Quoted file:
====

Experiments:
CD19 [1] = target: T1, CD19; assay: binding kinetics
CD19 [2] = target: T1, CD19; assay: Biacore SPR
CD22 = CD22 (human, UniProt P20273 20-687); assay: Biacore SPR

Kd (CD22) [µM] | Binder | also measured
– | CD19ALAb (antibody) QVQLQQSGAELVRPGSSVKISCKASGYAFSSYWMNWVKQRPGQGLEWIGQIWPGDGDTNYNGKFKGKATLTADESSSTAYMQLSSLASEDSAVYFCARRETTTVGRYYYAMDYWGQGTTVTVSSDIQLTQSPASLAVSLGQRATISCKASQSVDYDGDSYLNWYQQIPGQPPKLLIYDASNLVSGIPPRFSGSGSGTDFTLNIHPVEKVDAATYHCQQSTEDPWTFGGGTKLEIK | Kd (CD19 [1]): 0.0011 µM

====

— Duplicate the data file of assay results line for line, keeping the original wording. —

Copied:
Experiments:
CD19 [1] = target: T1, CD19; assay: binding kinetics
CD19 [2] = target: T1, CD19; assay: Biacore SPR
CD22 = CD22 (human, UniProt P20273 20-687); assay: Biacore SPR

Kd (CD22) [µM] | Binder | also measured
– | CD19ALAb (antibody) QVQLQQSGAELVRPGSSVKISCKASGYAFSSYWMNWVKQRPGQGLEWIGQIWPGDGDTNYNGKFKGKATLTADESSSTAYMQLSSLASEDSAVYFCARRETTTVGRYYYAMDYWGQGTTVTVSSDIQLTQSPASLAVSLGQRATISCKASQSVDYDGDSYLNWYQQIPGQPPKLLIYDASNLVSGIPPRFSGSGSGTDFTLNIHPVEKVDAATYHCQQSTEDPWTFGGGTKLEIK | Kd (CD19 [1]): 0.0011 µM